For its part, the hardline Israeli government led by Binyamin Netanyahu has exacerbated the Palestinians’ discouragement about negotiations. Israel’s intransigent refusal to engage seriously in the peace process has begun to alienate even its staunchest allies, including in Europe. Its growing isolation has also been exacerbated by the Arab Spring. Israel has long lamented the lack of democracy in the Arab world but, for example, the fall of the cooperative Mubarak dictatorship in Egypt and the transition to democracy has meant that the interim Egyptian government has to take the views of its strongly pro-Palestinian people into account, with uncomfortable results for the Israelis. In addition, Israel has seen its former best friend in the region, the increasingly influential Turkey, turn against it following Israel’s refusal to offer even a muted apology for shooting dead 8 Turks on an aid ship bound for the Gaza Strip.

The Israeli government has claimed that the Palestinian bid for UN recognition is merely “symbolic” and “a waste of time”. Somewhat contrarily, though, it has let it be known that it will take all manner of drastic steps, such as withholding the Palestinian tax revenues it controls and on which Palestinian public services depend, should the bid proceed. It has also engaged in one of the most frantic diplomatic campaigns in recent General Assembly history, along with the US, in an attempt to block the Palestinians’ membership bid. Netanyahu’s latest step has been to call for renewed negotiations instead “in New York, that will continue in Jerusalem and Ramallah”. Given Netanyahu’s record, his apparent new-found commitment to talks is unlikely to convince many Palestinians, some of whom have noted that even this ostensible olive branch seems to contain a coded attempt to prejudge the talks by suggesting that Jerusalem is Israel’s capital and Israel’s alone.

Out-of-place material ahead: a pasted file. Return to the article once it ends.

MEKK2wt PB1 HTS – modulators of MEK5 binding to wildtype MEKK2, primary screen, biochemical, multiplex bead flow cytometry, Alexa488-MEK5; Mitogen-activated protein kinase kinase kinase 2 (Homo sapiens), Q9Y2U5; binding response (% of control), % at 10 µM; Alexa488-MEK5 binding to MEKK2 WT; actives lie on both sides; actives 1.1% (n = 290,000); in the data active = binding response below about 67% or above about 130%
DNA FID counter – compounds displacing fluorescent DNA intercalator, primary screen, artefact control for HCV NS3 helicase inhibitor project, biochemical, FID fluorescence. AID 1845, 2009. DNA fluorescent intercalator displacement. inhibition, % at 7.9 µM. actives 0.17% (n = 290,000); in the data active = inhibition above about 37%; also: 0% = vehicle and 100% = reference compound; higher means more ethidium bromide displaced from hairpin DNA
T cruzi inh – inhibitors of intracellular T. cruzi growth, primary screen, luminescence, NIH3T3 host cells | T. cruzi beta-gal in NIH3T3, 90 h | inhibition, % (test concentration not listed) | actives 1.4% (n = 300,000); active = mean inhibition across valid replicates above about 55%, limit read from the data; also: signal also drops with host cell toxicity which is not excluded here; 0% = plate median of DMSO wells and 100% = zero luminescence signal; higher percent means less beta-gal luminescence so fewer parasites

Critics of the Palestinian UN membership bid are correct in asserting that the move, whatever its outcome, will not bring any immediate practical benefit on the ground in the Occupied Territories. But the Palestinians believe that all of the frenzied activity in New York suggests that they are on to something. Despite their protestations to the contrary, the Israelis and Americans have clearly been shaken by the Palestinians’ actions. It is hard to believe that they have been roused to go to such lengths to prevent the bid purely, as they have claimed, because they do not think it will help the Palestinians’ cause overmuch. For the Palestinians, the most beneficial effect of their UN bid may be the confidence boost gained from seizing the initiative for once, instead of seeing themselves as powerless, oppressed people at the mercy of Israel and the US. The apparent success of groups such as “Palestine 194” (Palestine, if admitted, would be the 194thUN member state) in pushing for the UN membership bid, could reinforce the growing feeling amongst the Palestinian people, drawing on the experience of the “Arab Spring” efforts of their neighbours, that smart, peaceful actions designed to put pressure on governments are the best route to obtaining their rights.

All in all, it should be an interesting week in New York and the immediate aftermath may be turbulent for the Palestinians. But they believe that chucking a big stone into the global diplomatic pond will ultimately do more to further their cause than years of lobbing small rocks at Israeli soldiers ever did.